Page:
After 10 years and a journey of four billion miles, the European Space Agency’s Rosetta spacecraft arrived at its destination on Wednesday for the first extended, close examination of a comet.
A six-minute thruster firing at 5 a.m. Eastern time, the last in a series of 10 over the past few months, slowed Rosetta to the pace of a person walking, about two miles per hour relative to the speed of its target, Comet 67P/Churyumov-Gerasimenko.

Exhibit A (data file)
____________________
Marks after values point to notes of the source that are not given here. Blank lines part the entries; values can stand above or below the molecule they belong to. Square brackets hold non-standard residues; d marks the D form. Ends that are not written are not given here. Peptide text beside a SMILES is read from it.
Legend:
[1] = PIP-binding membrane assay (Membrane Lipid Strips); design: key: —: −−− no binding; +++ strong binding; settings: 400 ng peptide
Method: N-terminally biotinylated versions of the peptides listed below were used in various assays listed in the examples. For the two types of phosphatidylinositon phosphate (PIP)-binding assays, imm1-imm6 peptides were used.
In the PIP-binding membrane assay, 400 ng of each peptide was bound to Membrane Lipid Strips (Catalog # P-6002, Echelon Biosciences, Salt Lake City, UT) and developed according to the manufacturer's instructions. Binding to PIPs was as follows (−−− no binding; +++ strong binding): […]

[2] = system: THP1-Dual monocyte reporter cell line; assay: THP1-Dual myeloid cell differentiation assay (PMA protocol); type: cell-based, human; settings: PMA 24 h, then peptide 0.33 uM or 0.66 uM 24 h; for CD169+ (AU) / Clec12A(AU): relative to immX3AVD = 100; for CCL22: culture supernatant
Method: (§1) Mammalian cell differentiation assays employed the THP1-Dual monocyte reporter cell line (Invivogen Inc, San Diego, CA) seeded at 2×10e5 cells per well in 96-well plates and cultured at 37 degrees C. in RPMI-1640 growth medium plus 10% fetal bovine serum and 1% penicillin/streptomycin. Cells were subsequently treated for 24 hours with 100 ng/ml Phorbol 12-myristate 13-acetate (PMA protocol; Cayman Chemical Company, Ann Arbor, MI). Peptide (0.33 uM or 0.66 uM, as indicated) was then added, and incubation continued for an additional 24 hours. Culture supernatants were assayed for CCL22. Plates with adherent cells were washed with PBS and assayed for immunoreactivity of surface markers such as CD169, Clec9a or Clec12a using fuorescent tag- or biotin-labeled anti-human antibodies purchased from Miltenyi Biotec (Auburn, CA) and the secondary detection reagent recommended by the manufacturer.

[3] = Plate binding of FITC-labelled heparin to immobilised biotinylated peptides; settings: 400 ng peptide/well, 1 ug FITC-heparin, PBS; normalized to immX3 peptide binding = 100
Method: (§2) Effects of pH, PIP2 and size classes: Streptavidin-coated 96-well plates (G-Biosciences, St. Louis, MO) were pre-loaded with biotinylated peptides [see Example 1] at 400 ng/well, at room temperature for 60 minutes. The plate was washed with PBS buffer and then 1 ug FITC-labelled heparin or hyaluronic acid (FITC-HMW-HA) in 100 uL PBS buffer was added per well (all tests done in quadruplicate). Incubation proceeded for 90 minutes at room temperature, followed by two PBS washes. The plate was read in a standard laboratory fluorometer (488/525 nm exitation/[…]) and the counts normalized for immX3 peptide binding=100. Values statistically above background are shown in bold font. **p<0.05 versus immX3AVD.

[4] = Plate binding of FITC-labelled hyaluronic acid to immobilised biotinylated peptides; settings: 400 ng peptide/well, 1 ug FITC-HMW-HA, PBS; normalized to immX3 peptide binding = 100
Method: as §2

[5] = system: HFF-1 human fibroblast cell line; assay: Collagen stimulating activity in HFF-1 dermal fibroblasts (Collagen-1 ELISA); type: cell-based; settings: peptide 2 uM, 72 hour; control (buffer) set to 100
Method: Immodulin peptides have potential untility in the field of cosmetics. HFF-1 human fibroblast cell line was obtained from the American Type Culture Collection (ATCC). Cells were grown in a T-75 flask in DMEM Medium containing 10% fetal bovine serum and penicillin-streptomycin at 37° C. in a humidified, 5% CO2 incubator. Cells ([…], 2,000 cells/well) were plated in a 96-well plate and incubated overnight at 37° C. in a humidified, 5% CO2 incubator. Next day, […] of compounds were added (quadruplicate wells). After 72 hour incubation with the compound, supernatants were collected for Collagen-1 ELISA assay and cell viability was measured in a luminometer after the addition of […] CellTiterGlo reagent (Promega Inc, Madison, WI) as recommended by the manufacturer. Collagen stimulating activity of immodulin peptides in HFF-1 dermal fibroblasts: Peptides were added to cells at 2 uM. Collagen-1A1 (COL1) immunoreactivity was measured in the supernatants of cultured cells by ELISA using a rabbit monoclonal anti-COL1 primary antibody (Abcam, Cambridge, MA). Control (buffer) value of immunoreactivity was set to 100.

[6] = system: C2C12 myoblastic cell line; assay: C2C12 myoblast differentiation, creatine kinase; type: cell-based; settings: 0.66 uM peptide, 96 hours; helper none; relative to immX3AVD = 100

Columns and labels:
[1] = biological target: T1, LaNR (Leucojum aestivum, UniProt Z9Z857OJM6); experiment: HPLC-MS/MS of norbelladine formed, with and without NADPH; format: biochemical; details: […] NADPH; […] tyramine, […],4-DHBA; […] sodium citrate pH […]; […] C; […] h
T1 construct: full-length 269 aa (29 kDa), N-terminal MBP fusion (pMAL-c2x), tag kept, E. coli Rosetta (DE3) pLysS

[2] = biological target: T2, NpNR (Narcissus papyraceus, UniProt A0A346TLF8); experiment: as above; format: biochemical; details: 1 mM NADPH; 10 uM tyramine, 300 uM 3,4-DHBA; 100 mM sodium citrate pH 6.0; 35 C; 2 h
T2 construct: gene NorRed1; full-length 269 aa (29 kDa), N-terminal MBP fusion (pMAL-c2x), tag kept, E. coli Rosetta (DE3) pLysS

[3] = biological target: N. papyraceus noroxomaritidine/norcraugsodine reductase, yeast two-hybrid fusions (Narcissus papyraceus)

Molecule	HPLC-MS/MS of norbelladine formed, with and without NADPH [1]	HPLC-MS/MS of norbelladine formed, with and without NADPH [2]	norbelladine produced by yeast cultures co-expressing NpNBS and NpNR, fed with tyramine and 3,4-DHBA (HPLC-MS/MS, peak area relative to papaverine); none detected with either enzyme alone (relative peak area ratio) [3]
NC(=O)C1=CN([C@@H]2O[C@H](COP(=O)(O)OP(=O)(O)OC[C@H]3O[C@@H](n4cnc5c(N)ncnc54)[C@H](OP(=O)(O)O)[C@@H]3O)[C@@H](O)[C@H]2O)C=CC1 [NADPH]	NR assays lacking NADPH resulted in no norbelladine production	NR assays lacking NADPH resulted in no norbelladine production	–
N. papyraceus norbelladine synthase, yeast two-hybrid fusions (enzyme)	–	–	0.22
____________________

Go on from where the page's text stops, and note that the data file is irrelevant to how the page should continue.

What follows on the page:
“It is like driving a car or a bus on a motorway for 10 years,” said Andrea Accomazzo, the flight director, at a post-rendezvous news conference. “Now we’ve entered downtown. We’re downtown and we have to start orienting ourselves. We don’t know the town yet, so we have to discover it first.”
More panspermia evidence, coming up soon.
What they are not likely to find? Evidence that the Bible is correct.